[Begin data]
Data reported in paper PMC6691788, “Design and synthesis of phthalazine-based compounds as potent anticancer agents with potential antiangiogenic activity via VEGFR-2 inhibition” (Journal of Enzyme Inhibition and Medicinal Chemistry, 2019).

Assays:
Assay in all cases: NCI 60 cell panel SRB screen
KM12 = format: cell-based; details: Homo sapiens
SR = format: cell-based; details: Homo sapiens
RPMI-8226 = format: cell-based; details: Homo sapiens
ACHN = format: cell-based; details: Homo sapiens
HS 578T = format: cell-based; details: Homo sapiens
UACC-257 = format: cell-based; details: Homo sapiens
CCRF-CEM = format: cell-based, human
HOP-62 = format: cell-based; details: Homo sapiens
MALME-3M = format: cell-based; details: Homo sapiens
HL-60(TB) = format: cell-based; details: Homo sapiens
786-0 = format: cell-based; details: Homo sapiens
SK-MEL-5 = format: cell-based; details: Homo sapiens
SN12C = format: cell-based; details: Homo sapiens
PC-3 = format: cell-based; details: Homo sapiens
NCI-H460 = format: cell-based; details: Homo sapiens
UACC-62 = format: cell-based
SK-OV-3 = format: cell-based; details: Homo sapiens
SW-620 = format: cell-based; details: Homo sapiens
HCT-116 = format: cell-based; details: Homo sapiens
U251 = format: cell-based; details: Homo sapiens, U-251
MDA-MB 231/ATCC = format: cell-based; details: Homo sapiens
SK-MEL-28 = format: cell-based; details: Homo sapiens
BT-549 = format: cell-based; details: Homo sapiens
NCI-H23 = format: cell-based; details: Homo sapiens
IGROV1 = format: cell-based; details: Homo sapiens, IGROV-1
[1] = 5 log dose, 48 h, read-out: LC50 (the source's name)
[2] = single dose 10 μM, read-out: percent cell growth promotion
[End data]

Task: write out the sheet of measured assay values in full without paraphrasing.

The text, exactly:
Data reported in paper PMC6691788, “Design and synthesis of phthalazine-based compounds as potent anticancer agents with potential antiangiogenic activity via VEGFR-2 inhibition” (Journal of Enzyme Inhibition and Medicinal Chemistry, 2019).

Assays:
Assay in all cases: NCI 60 cell panel SRB screen
KM12 = format: cell-based; details: Homo sapiens
SR = format: cell-based; details: Homo sapiens
RPMI-8226 = format: cell-based; details: Homo sapiens
ACHN = format: cell-based; details: Homo sapiens
HS 578T = format: cell-based; details: Homo sapiens
UACC-257 = format: cell-based; details: Homo sapiens
CCRF-CEM = format: cell-based, human
HOP-62 = format: cell-based; details: Homo sapiens
MALME-3M = format: cell-based; details: Homo sapiens
HL-60(TB) = format: cell-based; details: Homo sapiens
786-0 = format: cell-based; details: Homo sapiens
SK-MEL-5 = format: cell-based; details: Homo sapiens
SN12C = format: cell-based; details: Homo sapiens
PC-3 = format: cell-based; details: Homo sapiens
NCI-H460 = format: cell-based; details: Homo sapiens
UACC-62 = format: cell-based
SK-OV-3 = format: cell-based; details: Homo sapiens
SW-620 = format: cell-based; details: Homo sapiens
HCT-116 = format: cell-based; details: Homo sapiens
U251 = format: cell-based; details: Homo sapiens, U-251
MDA-MB 231/ATCC = format: cell-based; details: Homo sapiens
SK-MEL-28 = format: cell-based; details: Homo sapiens
BT-549 = format: cell-based; details: Homo sapiens
NCI-H23 = format: cell-based; details: Homo sapiens
IGROV1 = format: cell-based; details: Homo sapiens, IGROV-1
[1] = 5 log dose, 48 h, read-out: LC50 (the source's name)
[2] = single dose 10 μM, read-out: percent cell growth promotion